Busta Rhymes answers with a commanding baritone, “Everyone stick your hands in the air!” I refuse; he looks directly at me and repeats the command, but I still refuse. “I will not tolerate party poopers!” He’s looking at me, and my refusal, pacing the theater. He doesn’t speak, but removes his wrist watch, placing it near the edge of the stage. I stand and Busta Rhymes begins his set. I don’t recognize the songs, but my guide is dancing and the crowd is dancing. Women grind against strangers in the aisles, politics is replaced by sex. Busta controls the stage tyrannically and the crowd responds through their hips and hands, feverishly grasping the night air. He tries to bring us back with him to 1992 and then 1997 but the night air has its own pulse and moves us toward dawn. No time for deviations, time is now sex and it is linear.

“I want to tell you all a story.” Busta stops the music, sits down on a nearby speaker. “Now I’ve been recording music in the bay area for a long time, but I’ve never been to one of these San Francisco strip clubs.” He pauses; the audience catches its breath. “The other day, my buddy talked me into going, so I went and got a private room…I don’t need no Youtube videos popping up of Busta Rhymes in a strip club, you know.” The crowd laughs along with him. “So the girl gets me alone and asks me if I have any cameras or recording devices on me. ‘No’ I say. So, of course now I’m curious and I ask her why she needs to know. So, she tells me ‘because I don’t want no one to see what I’m about to do to you! Pull out your dick.’ Well, let’s just say that I’m proud of my dick, so I pull it out!” He jumps off the speaker and immediately into “Pass the Courvoisier.” The crowd follows this movement with their eyes and fingers, touching each other, their sex undulates with the coming moon.

His set finishes; he puts on his wrist watch, and walks off stage. The audience looks around, unsure of what to do with their bodies. “Let’s get out here.” My guide whispers in my ear. He looks at his watch, “This is the most punctual rap show I’ve ever been to. He ended right on time.”

He grabs me by the arm and we move out of the amphitheater, through the PETA booth and the communist party, past the side stage where Slum Village is finishing a set–people, not a crowd, gather around the small stage, each word, audible, stands still in the air for the people to jump and grab hold of, passing it from person to person. A word is passed to me and I caress every corner, analyze each crevice before my guide grabs me by the arm and pulls me away from the stage, past the merch booths and beer gardens and through the plastic archway; two female staff workers are conversing and barely notice as we move past them into the dusty parking lot. My guide, giddy and exhausted, recounts everything he’s seen, as we drive out of the Shoreline; I’m quiet and unsure, the word still grasped firmly between my fingers…searching for something to say.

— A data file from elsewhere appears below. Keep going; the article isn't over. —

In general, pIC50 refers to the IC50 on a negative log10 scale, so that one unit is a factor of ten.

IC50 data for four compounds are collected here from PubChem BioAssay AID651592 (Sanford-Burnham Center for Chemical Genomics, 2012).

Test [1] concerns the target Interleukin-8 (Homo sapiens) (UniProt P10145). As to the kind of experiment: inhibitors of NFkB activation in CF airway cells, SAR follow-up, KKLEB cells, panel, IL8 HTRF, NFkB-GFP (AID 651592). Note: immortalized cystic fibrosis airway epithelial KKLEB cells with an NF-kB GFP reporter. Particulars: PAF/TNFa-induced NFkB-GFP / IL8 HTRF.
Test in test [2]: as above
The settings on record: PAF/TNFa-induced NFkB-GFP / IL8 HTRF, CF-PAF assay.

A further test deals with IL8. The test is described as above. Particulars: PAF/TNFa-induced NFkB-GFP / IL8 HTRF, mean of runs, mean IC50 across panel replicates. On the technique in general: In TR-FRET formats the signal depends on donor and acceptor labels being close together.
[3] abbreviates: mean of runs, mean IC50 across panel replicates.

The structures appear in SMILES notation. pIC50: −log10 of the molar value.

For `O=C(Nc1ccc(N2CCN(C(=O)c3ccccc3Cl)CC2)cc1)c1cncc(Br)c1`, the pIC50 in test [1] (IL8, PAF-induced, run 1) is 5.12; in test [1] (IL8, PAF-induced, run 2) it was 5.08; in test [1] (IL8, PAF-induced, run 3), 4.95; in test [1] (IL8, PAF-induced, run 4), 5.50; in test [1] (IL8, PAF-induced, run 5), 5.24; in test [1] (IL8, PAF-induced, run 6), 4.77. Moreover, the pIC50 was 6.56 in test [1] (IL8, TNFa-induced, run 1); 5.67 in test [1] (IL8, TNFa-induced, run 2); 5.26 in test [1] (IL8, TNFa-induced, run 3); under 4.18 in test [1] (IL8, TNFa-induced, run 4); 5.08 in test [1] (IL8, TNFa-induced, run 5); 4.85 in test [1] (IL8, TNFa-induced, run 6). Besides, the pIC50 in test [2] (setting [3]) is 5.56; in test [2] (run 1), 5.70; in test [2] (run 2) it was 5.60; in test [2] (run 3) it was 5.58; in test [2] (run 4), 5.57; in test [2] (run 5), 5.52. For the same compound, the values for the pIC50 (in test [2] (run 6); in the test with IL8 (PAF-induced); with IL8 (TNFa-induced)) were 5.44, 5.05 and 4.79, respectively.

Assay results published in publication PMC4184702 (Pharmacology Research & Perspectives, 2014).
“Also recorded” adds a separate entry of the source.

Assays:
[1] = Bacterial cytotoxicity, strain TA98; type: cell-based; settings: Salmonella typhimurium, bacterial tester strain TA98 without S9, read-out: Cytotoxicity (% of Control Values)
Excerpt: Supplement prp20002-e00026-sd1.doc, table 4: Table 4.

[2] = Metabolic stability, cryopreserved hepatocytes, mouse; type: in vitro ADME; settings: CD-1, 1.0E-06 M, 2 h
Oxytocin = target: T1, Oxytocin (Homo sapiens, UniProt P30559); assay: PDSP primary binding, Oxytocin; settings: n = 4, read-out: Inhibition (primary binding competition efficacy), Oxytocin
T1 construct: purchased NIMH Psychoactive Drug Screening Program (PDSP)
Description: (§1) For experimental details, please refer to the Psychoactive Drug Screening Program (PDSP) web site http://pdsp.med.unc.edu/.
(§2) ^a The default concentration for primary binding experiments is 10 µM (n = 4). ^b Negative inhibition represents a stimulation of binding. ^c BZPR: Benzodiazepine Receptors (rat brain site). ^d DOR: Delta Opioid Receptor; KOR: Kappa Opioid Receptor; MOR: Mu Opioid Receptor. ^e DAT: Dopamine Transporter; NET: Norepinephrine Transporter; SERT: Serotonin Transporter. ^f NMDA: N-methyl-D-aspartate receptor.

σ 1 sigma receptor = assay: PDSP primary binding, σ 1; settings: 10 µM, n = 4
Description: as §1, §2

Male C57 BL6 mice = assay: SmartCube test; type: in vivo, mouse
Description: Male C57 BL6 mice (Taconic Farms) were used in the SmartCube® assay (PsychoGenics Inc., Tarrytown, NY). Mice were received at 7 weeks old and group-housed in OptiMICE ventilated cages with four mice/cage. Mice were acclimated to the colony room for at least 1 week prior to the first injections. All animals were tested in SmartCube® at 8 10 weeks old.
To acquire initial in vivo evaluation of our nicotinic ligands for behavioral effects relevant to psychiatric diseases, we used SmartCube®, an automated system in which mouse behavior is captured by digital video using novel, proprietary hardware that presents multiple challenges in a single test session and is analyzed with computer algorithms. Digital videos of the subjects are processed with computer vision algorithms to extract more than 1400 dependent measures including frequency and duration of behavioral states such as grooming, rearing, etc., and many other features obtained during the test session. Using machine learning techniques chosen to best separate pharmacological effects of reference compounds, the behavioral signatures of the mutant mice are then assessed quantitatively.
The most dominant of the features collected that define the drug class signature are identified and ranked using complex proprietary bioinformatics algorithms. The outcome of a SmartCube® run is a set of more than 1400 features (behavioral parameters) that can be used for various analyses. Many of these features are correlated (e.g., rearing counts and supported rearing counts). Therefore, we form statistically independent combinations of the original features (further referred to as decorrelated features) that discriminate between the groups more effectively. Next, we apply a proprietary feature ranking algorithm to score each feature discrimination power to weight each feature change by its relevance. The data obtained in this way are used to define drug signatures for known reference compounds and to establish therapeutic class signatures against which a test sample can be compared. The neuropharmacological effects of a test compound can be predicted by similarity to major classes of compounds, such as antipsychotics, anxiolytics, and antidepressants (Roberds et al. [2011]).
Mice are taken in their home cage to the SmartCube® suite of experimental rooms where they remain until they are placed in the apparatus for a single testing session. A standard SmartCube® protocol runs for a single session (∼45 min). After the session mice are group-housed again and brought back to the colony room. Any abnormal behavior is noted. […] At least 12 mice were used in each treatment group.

Read Also:

{ 5 comments… read them below or add one }

Christopher Rogers August 17, 2009 at 10:52 am



Jillian Salazar August 17, 2009 at 12:10 pm

James, that was such a delight to read. You are a poet with words.


Christina August 17, 2009 at 12:11 pm

Go James! I had no idea you were such a good writer! ^.^


Ralph Cordova August 18, 2009 at 8:47 pm

This was a more than wonderful review. Kudos to Mr. King and his point of view. He has a wry sense of humor with the ability to maintain a clever turn of phrase. I look forward to more pieces by him.


Rob Wilkinson August 20, 2009 at 1:36 pm

Great review. I love the narrative style. I was really interested in hearing more about what your guide had to say about the treatment of hip hop fans and culture, though. I always find discussions related to race and hip hop to be fascinating, especially with this particular festival. You seem to touch on it a little, but maybe elaboration wasn’t really necessary.


Leave a Comment

Previous post:

Next post: